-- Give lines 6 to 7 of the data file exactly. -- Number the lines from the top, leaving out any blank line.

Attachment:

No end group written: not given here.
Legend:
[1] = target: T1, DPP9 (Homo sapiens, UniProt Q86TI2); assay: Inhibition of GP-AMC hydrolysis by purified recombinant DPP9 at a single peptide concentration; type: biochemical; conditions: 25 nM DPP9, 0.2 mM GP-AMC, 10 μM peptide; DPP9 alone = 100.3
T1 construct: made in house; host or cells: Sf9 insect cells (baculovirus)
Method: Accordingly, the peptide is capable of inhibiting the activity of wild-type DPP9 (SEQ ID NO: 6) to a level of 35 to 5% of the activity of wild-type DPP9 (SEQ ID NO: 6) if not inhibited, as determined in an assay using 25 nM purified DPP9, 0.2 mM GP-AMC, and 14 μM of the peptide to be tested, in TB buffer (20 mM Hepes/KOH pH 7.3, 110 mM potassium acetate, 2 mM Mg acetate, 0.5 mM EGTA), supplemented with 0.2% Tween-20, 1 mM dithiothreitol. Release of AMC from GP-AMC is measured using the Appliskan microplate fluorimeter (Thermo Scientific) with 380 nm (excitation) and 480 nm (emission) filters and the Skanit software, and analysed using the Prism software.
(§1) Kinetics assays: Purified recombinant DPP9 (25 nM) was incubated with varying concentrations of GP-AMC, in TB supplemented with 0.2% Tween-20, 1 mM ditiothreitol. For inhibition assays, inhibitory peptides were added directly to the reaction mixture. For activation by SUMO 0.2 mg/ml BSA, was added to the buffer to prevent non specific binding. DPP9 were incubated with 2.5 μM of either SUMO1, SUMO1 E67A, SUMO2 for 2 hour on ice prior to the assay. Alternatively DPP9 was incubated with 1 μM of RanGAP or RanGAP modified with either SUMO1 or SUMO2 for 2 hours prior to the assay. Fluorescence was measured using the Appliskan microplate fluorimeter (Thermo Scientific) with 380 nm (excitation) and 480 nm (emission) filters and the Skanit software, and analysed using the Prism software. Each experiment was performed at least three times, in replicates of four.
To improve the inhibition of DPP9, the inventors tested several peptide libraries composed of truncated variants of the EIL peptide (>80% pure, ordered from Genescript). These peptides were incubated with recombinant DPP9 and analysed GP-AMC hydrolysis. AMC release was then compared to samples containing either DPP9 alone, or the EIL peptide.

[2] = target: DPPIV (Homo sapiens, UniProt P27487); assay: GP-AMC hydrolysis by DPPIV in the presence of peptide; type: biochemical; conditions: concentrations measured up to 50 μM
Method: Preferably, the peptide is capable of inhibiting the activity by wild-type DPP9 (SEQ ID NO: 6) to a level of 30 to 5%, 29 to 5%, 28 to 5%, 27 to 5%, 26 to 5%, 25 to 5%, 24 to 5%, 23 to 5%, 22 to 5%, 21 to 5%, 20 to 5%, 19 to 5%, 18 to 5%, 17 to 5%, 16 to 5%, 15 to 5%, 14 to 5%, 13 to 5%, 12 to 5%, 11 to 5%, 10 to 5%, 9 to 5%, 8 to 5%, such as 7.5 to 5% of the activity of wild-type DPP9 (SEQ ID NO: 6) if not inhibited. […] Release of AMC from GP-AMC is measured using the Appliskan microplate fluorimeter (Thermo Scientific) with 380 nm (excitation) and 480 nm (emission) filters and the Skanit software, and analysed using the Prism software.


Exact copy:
(§1) Kinetics assays: Purified recombinant DPP9 (25 nM) was incubated with varying concentrations of GP-AMC, in TB supplemented with 0.2% Tween-20, 1 mM ditiothreitol. For inhibition assays, inhibitory peptides were added directly to the reaction mixture. For activation by SUMO 0.2 mg/ml BSA, was added to the buffer to prevent non specific binding. DPP9 were incubated with 2.5 μM of either SUMO1, SUMO1 E67A, SUMO2 for 2 hour on ice prior to the assay. Alternatively DPP9 was incubated with 1 μM of RanGAP or RanGAP modified with either SUMO1 or SUMO2 for 2 hours prior to the assay. Fluorescence was measured using the Appliskan microplate fluorimeter (Thermo Scientific) with 380 nm (excitation) and 480 nm (emission) filters and the Skanit software, and analysed using the Prism software. Each experiment was performed at least three times, in replicates of four.
To improve the inhibition of DPP9, the inventors tested several peptide libraries composed of truncated variants of the EIL peptide (>80% pure, ordered from Genescript). These peptides were incubated with recombinant DPP9 and analysed GP-AMC hydrolysis. AMC release was then compared to samples containing either DPP9 alone, or the EIL peptide.